Culture and history info
The city's origins date back to the ancient kingdom of Champa, established in 192 AD. At its peak, the Chams' sphere of influence stretched from Huế to Vũng Tàu. The city of Indrapura, at the site of the modern village of Dong Duong in Quảng Nam Province (about 50 km (31 mi) from Da Nang), was the capital of Champa from about 875 to about 1000 AD. Also in the region of Da Nang were the ancient Cham city of Singhapura ("City of the Lion"), the location of which has been identified with an archeological site in the modern village of Trà Kiệu, and the valley of Mỹ Sơn, where a number of ruined temples and towers can still be viewed.
Da Nang in painting "Giao Chỉ quốc mậu dịch độ hải đồ (交趾国渡航図巻)" of Chaya Shinroku (茶屋新六) in 17th century.
In the latter half of the 10th century, the kings of Indrapura came into conflict with the Đại Việt, who were then based at Hoa Lư near modern Hanoi. In 982, three ambassadors sent to Champa by emperor Lê Hoàn of the Đại Việt (founder of the Early Lê Dynasty) were detained in Indrapura. Lê Hoàn decided to go on the offensive, sacking Indrapura and killing the Cham King Parameshvaravarman I. As a result of these setbacks, the Cham eventually abandoned Indrapura around 1000 AD. The Đại Việt campaign against Champa continued into the late 11th century, when the Cham were forced to cede their three northern provinces to the rulers of the Lý Dynasty. Soon afterwards, Vietnamese peasants began moving into the untilled former Cham lands, turning them into rice fields and moving relentlessly southward, delta by delta, along the narrow coastal plain. The southward expansion of Đại Việt (known as Nam Tiến) continued for several centuries, culminating in the annexation of most of the Cham territories by the end of the 15th century.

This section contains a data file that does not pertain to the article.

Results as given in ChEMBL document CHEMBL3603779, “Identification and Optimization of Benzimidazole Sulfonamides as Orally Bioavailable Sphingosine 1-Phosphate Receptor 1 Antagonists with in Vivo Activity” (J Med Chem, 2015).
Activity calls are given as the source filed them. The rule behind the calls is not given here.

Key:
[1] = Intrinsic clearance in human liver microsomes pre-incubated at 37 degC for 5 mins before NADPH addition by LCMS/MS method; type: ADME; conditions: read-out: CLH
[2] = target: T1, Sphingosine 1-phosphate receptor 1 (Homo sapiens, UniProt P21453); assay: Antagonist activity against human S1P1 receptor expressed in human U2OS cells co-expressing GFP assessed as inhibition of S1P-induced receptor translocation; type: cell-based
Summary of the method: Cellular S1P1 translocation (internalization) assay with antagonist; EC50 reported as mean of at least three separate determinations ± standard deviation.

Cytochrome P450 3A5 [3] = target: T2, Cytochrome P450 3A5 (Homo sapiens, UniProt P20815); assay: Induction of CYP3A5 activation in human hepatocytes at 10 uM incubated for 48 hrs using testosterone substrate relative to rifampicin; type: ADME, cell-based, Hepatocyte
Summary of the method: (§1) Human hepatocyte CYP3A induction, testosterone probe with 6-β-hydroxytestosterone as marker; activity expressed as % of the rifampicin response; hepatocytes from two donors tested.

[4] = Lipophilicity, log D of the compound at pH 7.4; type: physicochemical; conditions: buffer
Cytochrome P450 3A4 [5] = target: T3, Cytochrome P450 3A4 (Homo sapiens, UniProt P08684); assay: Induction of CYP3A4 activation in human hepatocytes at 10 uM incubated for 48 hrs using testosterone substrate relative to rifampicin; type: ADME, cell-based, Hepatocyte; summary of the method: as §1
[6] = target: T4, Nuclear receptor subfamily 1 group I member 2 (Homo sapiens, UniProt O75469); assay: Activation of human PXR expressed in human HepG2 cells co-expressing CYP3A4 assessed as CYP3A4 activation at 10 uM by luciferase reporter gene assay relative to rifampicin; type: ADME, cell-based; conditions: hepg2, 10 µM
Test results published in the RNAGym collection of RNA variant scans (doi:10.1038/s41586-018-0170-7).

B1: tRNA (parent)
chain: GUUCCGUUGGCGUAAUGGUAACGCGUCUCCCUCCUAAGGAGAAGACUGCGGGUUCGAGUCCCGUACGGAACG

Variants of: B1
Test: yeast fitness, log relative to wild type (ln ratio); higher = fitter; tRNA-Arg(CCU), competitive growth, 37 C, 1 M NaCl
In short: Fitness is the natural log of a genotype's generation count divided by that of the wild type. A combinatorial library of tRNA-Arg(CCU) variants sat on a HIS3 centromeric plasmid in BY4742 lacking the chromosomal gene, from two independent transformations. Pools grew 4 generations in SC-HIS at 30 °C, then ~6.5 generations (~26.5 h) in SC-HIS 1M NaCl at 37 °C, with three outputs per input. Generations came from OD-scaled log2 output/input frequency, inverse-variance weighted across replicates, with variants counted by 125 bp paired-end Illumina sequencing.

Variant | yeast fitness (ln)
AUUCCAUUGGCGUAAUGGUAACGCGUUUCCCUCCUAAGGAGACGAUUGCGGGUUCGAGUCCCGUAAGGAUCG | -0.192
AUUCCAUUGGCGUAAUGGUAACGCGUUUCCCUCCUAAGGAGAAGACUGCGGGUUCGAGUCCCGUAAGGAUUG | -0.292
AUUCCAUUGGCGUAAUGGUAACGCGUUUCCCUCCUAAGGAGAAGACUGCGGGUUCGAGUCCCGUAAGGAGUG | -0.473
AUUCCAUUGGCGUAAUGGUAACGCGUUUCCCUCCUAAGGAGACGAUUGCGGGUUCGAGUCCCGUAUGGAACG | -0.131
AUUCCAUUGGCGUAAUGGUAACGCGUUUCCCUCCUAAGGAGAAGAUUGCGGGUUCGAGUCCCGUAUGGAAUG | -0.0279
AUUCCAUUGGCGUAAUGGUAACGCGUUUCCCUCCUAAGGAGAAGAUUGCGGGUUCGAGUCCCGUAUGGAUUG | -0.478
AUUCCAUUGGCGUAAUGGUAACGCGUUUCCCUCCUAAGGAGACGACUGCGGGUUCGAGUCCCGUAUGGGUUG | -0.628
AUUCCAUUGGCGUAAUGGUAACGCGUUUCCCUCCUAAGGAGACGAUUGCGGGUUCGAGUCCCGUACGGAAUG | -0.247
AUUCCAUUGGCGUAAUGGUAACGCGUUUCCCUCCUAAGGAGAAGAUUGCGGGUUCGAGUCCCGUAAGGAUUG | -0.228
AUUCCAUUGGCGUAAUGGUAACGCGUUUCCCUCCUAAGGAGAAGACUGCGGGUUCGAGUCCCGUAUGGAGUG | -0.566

One of the first Europeans to visit Da Nang was Portuguese explorer António de Faria, who anchored in Da Nang in 1535. Faria was one of the first Westerners to write about the area and, through his influence, Portuguese ships began to call regularly at Hội An, which was then a much more important port than Da Nang. Throughout the 17th and 18th centuries, French and Spanish traders and missionaries regularly made landfall at Hội An, just south of Đà Nẵng. An American, John White, arrived at Da Nang (then called Turon) on 18 June 1819 in the brig Franklinof Salem, Massachusetts, and was advised that the country was recovering from devastating wars, and that what little produce there had already been promised. Other American ships arriving shortly after were the Marmion of Boston, and the Aurora and Beverly of Salem. Conditions were such that they were unable to conduct trade, and the subsequent missions of British East India Company agent John Crawfurdin 1823 and the two missions of Andrew Jackson's agent, diplomatist Edmund Roberts, in 1833 and 1836 were unable to secure trade agreements. Following the edict of Emperor Minh Mạng in 1835, prohibiting European vessels from making landfall or pursuing trade except at Hàn Port, Da Nang quickly surpassed Hội An, becoming the largest commercial port in the central region.